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How 80-20 rule helps you achieve your Career goals?

Career Goal Setting with 80-20 Rule

The 80 20 rule is one of the most helpful concepts for life and time management.

Also known as the Pareto Principle, this rule suggests that 20 percent of your activities will account for 80 percent of your results.

This being the case, you should change the way you set goals forever.

What Is The 80 20 Rule?

The 80 20 rule is also called the “Pareto Principle.” It was named after it’s founder, the Italian economist Vilfredo Pareto, back in 1895. He noticed that people in society seemed to divide naturally into what he called the “vital few,” or the top 20 percent in terms of money and influence, and the “trivial many,” or the bottom 80 percent.

Later, he discovered that virtually all economic activity was subject to this principle, in that 80 percent of the wealth of Italy during that time was controlled by 20 percent of the population.

We can take Pareto’s 80 20 rule and apply it to almost any situation. Understanding the principle is essential to learning how to prioritize your tasks, days, weeks, and months.

How Does The Pareto Principle Work?

The Pareto Principle is a concept that suggests two out of ten items, on any general to-do list, will turn out to be worth more than the other eight items put together.

The sad fact is that most people procrastinate on the top 10 or 20 percent of items that are the most valuable and important, the “vital few,” and busy themselves instead with the least important 80 percent, the “trivial many,” that contribute very little to their success.

How To Apply The 80 20 Rule To Goal Setting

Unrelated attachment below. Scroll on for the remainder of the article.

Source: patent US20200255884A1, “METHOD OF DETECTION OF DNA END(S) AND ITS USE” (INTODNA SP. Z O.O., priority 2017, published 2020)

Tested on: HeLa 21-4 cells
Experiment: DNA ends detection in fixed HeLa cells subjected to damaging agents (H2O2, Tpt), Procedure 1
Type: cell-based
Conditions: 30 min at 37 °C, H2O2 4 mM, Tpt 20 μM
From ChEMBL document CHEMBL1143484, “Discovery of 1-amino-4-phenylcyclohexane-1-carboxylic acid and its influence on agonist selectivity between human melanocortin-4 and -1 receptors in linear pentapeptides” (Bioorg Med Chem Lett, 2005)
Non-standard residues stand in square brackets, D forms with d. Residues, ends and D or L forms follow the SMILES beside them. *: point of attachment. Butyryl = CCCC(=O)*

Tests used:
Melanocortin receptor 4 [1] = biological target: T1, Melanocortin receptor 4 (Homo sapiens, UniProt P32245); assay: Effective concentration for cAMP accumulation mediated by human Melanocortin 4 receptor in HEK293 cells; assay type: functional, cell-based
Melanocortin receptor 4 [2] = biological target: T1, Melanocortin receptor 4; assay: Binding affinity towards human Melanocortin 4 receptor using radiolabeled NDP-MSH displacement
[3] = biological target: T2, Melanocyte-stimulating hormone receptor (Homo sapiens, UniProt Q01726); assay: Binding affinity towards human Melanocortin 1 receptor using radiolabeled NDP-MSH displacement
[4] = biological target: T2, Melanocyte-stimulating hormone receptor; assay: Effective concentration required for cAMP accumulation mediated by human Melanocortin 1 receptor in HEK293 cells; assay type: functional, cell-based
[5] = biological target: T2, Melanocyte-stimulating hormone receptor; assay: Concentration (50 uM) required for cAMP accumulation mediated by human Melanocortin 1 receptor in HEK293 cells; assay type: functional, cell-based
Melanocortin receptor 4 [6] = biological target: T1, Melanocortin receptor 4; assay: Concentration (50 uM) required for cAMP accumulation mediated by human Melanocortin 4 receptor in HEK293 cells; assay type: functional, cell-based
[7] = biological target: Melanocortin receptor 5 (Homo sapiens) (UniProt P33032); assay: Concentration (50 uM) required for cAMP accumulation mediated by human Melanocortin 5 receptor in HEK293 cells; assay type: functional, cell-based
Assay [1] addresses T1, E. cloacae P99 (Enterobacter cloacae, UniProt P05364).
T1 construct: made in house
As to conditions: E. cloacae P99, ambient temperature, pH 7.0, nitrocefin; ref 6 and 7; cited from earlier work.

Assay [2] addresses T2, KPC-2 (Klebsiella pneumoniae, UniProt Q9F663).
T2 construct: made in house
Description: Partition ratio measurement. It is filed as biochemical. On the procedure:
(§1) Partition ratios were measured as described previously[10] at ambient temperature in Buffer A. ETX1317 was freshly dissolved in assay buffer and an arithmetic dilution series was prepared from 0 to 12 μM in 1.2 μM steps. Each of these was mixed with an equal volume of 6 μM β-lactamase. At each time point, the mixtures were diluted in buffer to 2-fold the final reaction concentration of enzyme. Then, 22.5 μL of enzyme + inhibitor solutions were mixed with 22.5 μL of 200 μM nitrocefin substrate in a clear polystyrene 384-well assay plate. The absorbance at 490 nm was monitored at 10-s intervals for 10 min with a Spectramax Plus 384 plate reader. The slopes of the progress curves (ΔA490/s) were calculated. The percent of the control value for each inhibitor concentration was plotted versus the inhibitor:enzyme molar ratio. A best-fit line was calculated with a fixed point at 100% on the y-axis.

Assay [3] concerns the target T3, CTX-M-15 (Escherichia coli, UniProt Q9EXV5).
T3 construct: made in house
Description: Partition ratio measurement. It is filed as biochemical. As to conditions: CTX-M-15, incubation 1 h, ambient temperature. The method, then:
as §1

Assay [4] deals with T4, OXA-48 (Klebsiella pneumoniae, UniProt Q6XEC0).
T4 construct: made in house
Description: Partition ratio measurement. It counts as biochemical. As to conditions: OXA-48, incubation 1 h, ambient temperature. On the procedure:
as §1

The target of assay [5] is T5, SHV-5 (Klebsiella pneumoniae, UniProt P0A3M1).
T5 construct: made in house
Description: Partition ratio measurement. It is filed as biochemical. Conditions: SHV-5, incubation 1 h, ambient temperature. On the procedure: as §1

Here’s what you should do in order to effectively apply the 80/20 rule to setting SMART goals which will boost your overall productivity.

First, take a piece of paper and write down ten goals. Then ask yourself: If you could only accomplish one of the goals on that list today, which one goal would have the greatest positive impact on your life?

Then pick the second most important goal. What you’ll find is, after you complete this exercise, you will have determined the most important 20 percent of your goals that will help you more than anything else.

You should continue to work at those goals that you’ve chosen as the most valuable all the time.

Lets understand this with an example:

Assuming you 10 Goals Set as mentioned below:

1. Get Job Overseas

2. Work hard and become more knowledgeable

3. Excel in current Job

4. Maintain Good relationship with co workers

5. Let my boss appreciate my efforts

6. Let my client appreciate my efforts

7. Let me over work to make my job more effective

8. Let me participate in activities more than project to get rewarded

9. Let me more pro active in accepting more tasks in my project

10. Let me explore more business for my current employer

As you can see in all above set 10 Goals, If you achieve you first 2 Goals you will get 80% of rewards that may be rest 8 Goals not able to generate for you.

To Achieve First 2 Goals, You need to be find right mentor who can guide you to land you in overseas and same time support you in becoming knowledgeable QA.